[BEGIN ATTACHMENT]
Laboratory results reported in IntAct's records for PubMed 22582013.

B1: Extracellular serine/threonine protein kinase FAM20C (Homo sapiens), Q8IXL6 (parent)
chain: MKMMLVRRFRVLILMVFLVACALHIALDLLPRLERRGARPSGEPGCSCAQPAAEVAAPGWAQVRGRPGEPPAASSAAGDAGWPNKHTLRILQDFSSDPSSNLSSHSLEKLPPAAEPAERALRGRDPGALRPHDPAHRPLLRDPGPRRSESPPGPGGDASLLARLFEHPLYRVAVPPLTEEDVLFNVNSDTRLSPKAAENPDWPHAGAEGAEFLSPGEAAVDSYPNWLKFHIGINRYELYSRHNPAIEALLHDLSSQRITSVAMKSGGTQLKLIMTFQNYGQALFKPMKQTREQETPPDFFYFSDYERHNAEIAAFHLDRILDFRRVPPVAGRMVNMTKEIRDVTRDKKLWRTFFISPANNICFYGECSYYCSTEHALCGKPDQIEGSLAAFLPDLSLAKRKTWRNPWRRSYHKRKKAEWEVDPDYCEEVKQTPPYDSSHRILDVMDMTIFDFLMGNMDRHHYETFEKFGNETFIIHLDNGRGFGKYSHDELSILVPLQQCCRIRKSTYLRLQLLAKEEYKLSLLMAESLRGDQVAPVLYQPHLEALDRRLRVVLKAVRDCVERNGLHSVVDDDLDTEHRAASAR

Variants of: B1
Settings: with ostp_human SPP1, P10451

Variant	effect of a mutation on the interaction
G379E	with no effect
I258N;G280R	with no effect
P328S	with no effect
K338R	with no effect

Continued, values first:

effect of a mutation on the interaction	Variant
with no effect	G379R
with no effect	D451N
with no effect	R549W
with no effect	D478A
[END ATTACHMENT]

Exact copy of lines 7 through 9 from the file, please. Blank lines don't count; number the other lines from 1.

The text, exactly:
G379E	with no effect
I258N;G280R	with no effect
P328S	with no effect